Why I Love Using Next.js
What is Next.js?
If you haven’t heard of Next.js or don’t know what it is, it is basically a React.js framework made for production due to having many cool features that make your web app have more of an edge over its competitors.
- Image Optimisation
- Hybrid: SSG and SSR
- API Routes
Those are just some of the great features Next.js has to offer. Let’s go through a few of them to see they are all about.
This is by far one of my favourite features of Next.js due to there being no configuration needed in order to get the optimisation set up.
Next.js version 10.0.0 implemented in the Image Component and Automatic Image Optimisation. The Image component can be used through importing ‘next/image’ into your project which is an extension of the standard HTML ‘<img>’ element.
This ‘<Image>’ component has handy features that include:
- Automatic Image Optimisation which optimises the image for a much smaller file size and uses the WebP file format if the browser supports it.
- Lazy loading is enabled by default on the Image component. Lazy loading of the images means they are only fetched from an external source for example and then rendered on to the page once the Image component is in the viewport.
- Resizing is also great due to being responsive out of the box with no additional CSS required.
You can read more about Image Optimisation here.
Hybrid: SSG and SSR
Static Site Generation
Instead of serving a HTML document then having to go off and individually fetch all the content, SSG makes it so the website/web app is ready to be viewed straight away and provided by a CDN.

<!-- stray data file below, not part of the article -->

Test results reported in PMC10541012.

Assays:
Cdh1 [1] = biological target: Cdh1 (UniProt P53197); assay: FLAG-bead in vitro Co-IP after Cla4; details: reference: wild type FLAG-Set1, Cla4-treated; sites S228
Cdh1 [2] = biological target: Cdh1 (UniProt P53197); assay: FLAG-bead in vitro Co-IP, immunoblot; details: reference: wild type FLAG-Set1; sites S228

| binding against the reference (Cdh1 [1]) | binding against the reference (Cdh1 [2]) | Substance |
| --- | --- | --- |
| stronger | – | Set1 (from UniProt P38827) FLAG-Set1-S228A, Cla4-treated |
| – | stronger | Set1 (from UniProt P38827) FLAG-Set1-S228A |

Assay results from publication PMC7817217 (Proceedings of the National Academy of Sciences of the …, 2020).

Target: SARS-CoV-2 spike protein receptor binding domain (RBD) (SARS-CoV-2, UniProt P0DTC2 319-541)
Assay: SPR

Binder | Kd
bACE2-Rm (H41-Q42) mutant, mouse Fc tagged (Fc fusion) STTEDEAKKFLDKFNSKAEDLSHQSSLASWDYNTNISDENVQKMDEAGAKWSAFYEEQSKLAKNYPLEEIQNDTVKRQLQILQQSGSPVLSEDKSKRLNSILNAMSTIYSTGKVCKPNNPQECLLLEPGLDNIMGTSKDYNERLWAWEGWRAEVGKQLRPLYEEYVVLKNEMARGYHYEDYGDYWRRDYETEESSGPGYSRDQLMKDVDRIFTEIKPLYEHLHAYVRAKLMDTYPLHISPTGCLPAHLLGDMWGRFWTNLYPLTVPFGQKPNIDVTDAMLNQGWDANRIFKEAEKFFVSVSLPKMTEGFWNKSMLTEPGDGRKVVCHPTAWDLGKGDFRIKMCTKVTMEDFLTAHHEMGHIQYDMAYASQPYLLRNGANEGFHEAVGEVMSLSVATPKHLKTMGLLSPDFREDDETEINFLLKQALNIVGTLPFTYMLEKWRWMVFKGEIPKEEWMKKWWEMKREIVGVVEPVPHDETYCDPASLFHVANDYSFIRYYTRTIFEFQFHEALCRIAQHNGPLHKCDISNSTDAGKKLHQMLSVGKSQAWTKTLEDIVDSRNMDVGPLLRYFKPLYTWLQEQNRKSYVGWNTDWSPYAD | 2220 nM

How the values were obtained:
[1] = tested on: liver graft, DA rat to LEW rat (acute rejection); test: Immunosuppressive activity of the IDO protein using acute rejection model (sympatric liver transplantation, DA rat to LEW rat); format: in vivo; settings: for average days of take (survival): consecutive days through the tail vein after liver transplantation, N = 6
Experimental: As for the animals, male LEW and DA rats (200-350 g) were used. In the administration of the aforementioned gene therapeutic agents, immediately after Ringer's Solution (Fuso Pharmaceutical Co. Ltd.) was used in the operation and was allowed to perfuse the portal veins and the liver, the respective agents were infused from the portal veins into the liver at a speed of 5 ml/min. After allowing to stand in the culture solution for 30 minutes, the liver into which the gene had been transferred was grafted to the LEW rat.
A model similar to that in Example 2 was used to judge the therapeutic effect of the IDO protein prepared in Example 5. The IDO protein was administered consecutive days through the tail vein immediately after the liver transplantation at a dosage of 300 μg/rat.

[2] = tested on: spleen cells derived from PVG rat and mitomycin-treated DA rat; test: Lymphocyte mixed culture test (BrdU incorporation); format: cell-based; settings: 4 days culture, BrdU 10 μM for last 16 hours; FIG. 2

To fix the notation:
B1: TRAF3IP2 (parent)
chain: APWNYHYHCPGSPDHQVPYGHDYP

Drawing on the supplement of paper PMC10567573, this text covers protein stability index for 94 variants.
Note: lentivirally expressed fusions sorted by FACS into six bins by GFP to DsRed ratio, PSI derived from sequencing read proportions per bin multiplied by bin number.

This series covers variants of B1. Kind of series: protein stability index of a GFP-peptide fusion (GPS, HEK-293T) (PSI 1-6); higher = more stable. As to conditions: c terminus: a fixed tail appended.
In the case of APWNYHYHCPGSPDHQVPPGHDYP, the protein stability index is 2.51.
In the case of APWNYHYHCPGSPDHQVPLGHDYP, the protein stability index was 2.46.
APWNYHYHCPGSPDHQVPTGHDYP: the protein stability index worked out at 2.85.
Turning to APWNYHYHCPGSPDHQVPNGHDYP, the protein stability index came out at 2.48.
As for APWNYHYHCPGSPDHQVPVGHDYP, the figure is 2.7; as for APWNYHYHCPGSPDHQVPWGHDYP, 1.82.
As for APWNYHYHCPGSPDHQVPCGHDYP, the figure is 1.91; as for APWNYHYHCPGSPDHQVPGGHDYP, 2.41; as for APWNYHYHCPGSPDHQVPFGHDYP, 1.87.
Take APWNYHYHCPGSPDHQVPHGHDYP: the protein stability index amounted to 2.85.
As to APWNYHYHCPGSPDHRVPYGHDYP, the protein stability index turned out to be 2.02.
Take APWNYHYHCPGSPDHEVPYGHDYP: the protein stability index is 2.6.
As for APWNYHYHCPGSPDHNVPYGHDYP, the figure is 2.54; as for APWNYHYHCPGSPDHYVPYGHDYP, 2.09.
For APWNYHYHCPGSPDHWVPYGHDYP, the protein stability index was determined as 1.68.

You may be wondering how it works if you have external content required like fetching blog posts from your CMS (Content Management System).
This is where the function ‘getStaticProps’ and ‘getStaticPaths’ comes into play. These functions are used to fetch the data at build time so they are rendered into the static HTML file.
The ‘getStaticProps’ function will go off at build time to fetch all the data needed and then pass the data into the web app as ‘props’ which can then be referred to in your code.
The ‘getStaticPaths’ function is used when you need to allow for dynamic routes like a blog post. It goes off and gets all the paths needed to pre-render such as fetching the slugs of all your blog posts.
This image is showing ‘getStaticProps’ fetching the blog post content from Prismic.io CMS based on the slug passed into the ‘getStaticProps’ context by the ‘getStaticPaths’ function.
SSR is used when you want to generate the HTML on each request. This method of data fetching is slower due to the content not being able to be cached and provided by a CDN.
This is used when you want to pre-render the most up-to-date data. This could be used when you are fetching data from an external API, for example, stock prices.
You can read more about SSG and SSR here.
Next.js enables you to quickly build new API routes because of the ‘pages/api’ folder. Anything inside this folder will be treated as an API endpoint.
For example you could create a file named ‘user.js’ which would fetch all the user data. This API endpoint URL would look something like this ‘www.domain.com/api/user’.
Let’s look at a simple API route.
This API endpoint will send back a response of a HTTP status code 200, with a JSON containing a key “name” and a value “Louie Richardson”.
You can read more about API Routes here.
These are just a few of the cool features Next.js has to offer. For a full list of the features and documentation going in-depth on each one, have a look at the Next.js Documentation.
So is Next.js a good technology? Absolutely!
I fell in love with Next.js since my first day of using it because of how many awesome features it has out of the box. There are some really great resources out there for you to see which cover Next.js.
Here’s are a couple of my favourite content creators who cover Next.js:
- Lee Robinson’s Website and YouTube channel.
- James Q Quick’s Website and YouTube video covering Next.js.
These are some good places to get started as well as using the official Next.js documentation. The Learn Next.js section is amazing and it is what I used to get up to speed with Next.js and discover all of it’s features.